Empire Justice has worked extensively on Medicaid home care issues from both the consumer and worker perspectives. Our efforts have taken many forms. Through informal advocacy, fair hearing representation, and state and federal litigation, we represent Medicaid recipients attempting to overcome barriers to accessing home care. We provide training and technical assistance to other advocates working with home care recipients and applicants. We provide feedback to and advocate directly with the State on issues affecting home care recipients through our roles on the Managed Long-Term Care Quality Incentives and Nursing Home Managed Care Transition workgroups; through monthly Medicaid Matters New York (MMNY) meetings with Department of Health (DOH) managed care staff; as co-chair of MMNY and Health Care for All New York’s Public Programs Group, which meets regularly with Marketplace Medicaid staff; and through our positions on the steering committees of MMNY and the Coalition to Protect the Rights of New York’s Dually Eligible. Last year we co-authored a report put out by MMNY and the National Academy of Elder Law Attorneys, New York Chapter, entitled “Mis-Managed Care,” which documented widespread illegal reductions in Medicaid personal care hours by several Managed Long Term Care plans. These experiences have helped shape the perspectives we provide today.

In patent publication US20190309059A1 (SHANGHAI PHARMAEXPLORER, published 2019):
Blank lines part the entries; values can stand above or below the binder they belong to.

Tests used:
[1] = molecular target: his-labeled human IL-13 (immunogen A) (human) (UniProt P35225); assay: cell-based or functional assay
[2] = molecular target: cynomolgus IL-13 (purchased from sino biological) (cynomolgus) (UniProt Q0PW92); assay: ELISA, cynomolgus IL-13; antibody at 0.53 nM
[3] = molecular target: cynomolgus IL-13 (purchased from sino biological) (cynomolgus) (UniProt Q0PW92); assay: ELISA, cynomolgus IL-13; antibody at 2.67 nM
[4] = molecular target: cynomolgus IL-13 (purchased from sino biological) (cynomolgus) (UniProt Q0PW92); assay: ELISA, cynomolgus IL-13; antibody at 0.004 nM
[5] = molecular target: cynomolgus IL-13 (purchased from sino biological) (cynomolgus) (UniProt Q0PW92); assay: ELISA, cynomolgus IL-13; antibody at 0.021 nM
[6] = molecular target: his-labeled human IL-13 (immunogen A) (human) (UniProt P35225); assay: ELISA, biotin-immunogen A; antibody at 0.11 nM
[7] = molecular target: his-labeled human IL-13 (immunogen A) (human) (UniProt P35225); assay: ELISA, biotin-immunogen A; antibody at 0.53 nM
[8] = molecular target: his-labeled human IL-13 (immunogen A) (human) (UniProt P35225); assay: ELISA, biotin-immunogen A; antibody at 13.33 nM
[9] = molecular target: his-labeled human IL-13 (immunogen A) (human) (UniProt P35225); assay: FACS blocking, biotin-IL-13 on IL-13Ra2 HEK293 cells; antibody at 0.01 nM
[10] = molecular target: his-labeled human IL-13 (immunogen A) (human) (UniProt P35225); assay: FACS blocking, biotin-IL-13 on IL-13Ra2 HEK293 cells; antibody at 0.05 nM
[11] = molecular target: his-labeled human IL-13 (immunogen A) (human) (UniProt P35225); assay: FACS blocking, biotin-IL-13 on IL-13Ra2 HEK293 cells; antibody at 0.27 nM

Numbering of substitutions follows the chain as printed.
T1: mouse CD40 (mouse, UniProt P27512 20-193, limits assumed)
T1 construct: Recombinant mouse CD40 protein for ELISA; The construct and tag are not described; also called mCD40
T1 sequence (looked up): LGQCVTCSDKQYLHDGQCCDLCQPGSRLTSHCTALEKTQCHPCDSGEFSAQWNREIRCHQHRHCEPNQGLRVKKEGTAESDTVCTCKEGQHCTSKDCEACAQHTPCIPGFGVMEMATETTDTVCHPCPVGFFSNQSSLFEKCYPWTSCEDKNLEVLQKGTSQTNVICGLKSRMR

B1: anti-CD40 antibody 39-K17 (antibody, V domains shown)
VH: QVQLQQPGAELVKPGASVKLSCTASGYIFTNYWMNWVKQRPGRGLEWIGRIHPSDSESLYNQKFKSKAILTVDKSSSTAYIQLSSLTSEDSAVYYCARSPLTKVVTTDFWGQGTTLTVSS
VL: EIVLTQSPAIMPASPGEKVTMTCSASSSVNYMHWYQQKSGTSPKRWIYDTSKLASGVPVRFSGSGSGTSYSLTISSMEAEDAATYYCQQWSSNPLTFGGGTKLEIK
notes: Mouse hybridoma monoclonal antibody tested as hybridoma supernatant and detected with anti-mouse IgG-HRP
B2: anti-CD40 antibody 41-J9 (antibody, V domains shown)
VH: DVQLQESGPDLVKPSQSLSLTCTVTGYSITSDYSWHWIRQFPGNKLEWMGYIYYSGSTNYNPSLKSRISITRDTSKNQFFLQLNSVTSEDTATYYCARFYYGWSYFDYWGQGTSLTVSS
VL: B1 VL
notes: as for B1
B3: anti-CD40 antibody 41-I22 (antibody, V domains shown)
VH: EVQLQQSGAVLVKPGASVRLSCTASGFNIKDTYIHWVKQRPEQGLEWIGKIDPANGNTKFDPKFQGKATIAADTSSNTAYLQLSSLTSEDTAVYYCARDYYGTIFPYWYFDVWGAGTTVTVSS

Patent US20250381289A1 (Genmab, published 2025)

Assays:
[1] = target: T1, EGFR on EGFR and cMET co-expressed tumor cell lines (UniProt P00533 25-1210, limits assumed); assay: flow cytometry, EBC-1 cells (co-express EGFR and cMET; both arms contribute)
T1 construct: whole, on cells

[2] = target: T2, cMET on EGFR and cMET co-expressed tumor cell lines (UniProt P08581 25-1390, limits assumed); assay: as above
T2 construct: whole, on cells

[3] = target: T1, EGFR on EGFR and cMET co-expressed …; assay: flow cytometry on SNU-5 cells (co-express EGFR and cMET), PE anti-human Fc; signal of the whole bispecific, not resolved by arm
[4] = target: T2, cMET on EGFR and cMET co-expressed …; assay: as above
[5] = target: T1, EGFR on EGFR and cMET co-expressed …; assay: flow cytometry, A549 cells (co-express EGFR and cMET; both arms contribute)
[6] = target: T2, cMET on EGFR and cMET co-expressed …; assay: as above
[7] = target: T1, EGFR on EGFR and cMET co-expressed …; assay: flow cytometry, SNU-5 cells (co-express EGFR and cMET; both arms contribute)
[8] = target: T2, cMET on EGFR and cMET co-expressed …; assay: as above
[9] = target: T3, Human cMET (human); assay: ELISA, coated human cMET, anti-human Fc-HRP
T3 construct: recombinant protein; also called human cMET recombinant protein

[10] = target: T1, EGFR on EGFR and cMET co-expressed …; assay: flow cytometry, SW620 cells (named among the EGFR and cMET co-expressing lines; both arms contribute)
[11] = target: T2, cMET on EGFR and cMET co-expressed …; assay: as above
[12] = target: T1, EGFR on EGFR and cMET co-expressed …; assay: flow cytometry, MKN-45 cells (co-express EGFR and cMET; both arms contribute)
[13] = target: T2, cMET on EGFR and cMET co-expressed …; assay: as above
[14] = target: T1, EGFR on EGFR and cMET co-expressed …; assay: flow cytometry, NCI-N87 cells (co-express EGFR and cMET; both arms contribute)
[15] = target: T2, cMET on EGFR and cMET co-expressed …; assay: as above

While our home care policy and federal litigation work is statewide, our individual advocacy for home care consumers and workers, as well as technical assistance work has been primarily outside of New York City and Long Island. For Medicaid consumers and their advocates in the regions in which we have worked, the existence of a Medicaid home care workforce shortage is undeniable. Although our clients encounter numerous barriers to accessing the home care to which they are entitled, the shortage of aides has been the biggest obstacle to care by far. The home care workforce shortage is not new, but it is reaching crisis proportions attributable to a constellation of factors including an aging population; stagnation of already low home care wages; limited public transportation; and the relatively recent, and long overdue, application of Fair Labor Standards Act (FLSA) travel and overtime requirements to home care workers. Some agencies are capping aide hours to avoid FLSA requirements, resulting in further reduction of the available workforce.
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